Do you want to use the modified URL handling? [y]
`config.h': bool URLDOCID
The DocumentId is used to carry the URL to the client. The server will be unable to access the document. You can remove it after indexing.
Installation prefix to use? (~name ok) [/usr/local/ls6/wais]
I added a patch from Alberto Accomazzi for speeding up usage of synonym files. He writes about his patch:
For those of you who have fairly large synonym files (> 10Kb) and are running the software on a machine that supports shared memory (your machine does) enabling this feature will speed up the waisserver response time by a significant factor.
For those of you who do not have shared memory, I have rewritten the memory allocation part of `synonym.c' so that bigger memory chunks are allocated and used rather than allocating memory for each word and synonym, so the code should be a little faster for you too.
Do you want to use shm cache? [n]
As distributed, freeWAIS-sf Release 2.0 will send an UDP packet to my workstation every time waisserver reindexes his info database, containing your (numeric) UID, your operating system, your compiler version and the freeWAIS-sf version.
This is just because I would like to get an idea of to which systems/compilers freeWAIS-sf has be ported and how many people use it, and keep on using it (rather than tried it once folks). It will never become a licensing scheme or some crazy thing like that. But, you can disable it by answering `yes' to the following question. If you do that, please let me know, if you are running freeWAIS-sf on a system/compiler, which is not mentioned in the `README'.
Disable the UDP packet sending? [n] Ok. Thank you for your trust.
When you have generated the makefiles using
(see section Running
Configure), you can compile the system by just entering
`make all'. This will also index a test database and run some
tests. Here is the list of the make targets:
If you need the x clients
cd to the x subdirectory and enter
make depend prior to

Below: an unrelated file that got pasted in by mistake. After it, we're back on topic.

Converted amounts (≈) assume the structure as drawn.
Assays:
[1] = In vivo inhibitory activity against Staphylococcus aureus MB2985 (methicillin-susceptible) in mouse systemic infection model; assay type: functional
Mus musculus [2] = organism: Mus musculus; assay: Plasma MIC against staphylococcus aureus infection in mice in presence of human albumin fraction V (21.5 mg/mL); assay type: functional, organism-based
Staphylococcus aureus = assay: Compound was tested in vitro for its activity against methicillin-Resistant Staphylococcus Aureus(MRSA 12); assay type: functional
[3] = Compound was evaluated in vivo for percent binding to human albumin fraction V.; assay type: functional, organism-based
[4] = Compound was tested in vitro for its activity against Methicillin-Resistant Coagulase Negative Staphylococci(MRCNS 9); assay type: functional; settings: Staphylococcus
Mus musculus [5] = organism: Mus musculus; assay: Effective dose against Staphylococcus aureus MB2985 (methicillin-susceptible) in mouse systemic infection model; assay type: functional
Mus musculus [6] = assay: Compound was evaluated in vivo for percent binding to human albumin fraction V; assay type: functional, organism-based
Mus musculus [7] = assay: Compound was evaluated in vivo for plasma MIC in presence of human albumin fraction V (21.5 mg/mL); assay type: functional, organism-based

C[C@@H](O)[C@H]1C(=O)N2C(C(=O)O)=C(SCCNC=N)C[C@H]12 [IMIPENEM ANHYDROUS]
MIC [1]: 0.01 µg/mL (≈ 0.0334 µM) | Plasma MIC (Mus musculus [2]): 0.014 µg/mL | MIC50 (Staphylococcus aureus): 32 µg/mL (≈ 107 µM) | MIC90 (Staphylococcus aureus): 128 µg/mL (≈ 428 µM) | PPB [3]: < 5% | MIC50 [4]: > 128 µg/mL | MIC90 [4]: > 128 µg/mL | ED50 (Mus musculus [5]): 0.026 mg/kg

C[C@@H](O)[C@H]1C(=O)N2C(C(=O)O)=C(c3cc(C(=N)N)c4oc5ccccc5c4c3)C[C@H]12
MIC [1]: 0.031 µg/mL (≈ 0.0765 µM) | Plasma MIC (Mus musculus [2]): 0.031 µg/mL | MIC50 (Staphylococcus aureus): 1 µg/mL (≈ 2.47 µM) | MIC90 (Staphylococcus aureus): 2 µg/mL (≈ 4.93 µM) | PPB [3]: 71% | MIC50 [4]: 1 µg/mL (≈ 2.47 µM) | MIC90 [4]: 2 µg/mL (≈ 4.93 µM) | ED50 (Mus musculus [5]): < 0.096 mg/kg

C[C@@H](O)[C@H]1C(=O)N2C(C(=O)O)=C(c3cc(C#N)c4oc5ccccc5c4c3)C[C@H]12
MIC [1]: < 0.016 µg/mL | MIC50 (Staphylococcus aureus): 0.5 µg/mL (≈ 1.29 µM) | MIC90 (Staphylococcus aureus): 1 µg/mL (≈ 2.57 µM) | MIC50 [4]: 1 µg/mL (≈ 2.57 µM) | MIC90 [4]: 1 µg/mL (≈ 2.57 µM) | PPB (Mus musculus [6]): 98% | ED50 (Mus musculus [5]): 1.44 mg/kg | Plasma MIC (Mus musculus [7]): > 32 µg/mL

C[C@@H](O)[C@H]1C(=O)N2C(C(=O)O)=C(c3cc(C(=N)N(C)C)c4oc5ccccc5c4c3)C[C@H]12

make all and
After successful compilation the
make process indexes a test
database and runs some queries. You will have to start the tests
manually, if you did not chose the
option. See section
cd FIELD-EXAMPLE ../ir/waisserver -d . -p 9565 make test ... kill waisserver-pid
The results of the queries are compared to expected results contained in
the distribution. Depending on your choices during the configuration
(see section Running
Configure) some of the tests will fail. These are mentioned
imake makefiles will avoid the test which are expected
Here is the list of tests:
If some of the tests supposed to work fail, have a look at the `FIELD-EXAMPLE' directory. For each test there is a pair of file: `testname.is' and `testname.should'. `testname.should' is what the query result was on my machine and `testname.is' was produced running on your system. Compare the files and decide, if you can live with the differences, e.g. if only the weighting differs, you should be able to use the system.
If the tests where successful, you can install the system using `make install'. See section Compiling the system and running the tests.
This is how your installation directory should look like after installation. See section Installation Prefix.
|-SFproxy |-catalog |-check-sources |-dictionary |-getaddrs |-inverted_file |-makedb |-mkfmt |-server_stats |-stats.awk |-stringtoany |-swais |-trunc |-wais-gif-display |-bin----------|-wais-html-display | |-wais-jfif-display | |-wais-jpeg-display | |-wais-pict-display | |-wais-ppm-display | |-wais-tiff-display | |-waisindex | |-waisping | |-waisq prefix-| |-waisretrieve | |-waissearch | |-waisserver | |-ws | |-xwais | |-xwaisq | | |-X11---------------|-app-defaults----|-Xwais |-lib----------|-XwaisHELP | |-XwaisqHELP | | | |-emacs-------------|-lisp------------|-wais.el | | |-catalog.1 | |-dictionary.1 | |-inverted_file.1 | |-makedb.1 | |-mkfmt.1 | |-man1--------------|-waisindex.1 |-man----------| |-waisq.1 | |-waissearch.1 | |-waisserver.1 | |-xwais.1 | |-xwaisq.1 | |-man3--------------|-ftw.3 |-scandir.3
MANPATH. Note that the manuals are out of date!
To install the server for being started by
inetd proceed as
follows. The description applies to SUNOS 4.1.3 but should be similar on
other *NIX systems.
You do not have to install a server, if your clients are compiled and
linked with the
LOCAL_SEARCH (see section
on. Without a server only clients which have access to the database
files can do searches.
Add a line for the WAIS protocol to your `/etc/services':
You can use any term instead of `wais' if you want. But `z3950' is misleading (see section The WAIS Protocol). You can choose a port different from 210 if you want. Make sure, that your database descriptions contain the right port then (see section The Database Description).
To `/etc/inetd.conf' add a (one!) line:
wais stream tcp nowait wais \ installdir/bin/waisserver waisd.d -d databasedir -e logfile
Send the inet daemon a `HUP' signal:
kill -HUP inetd-pid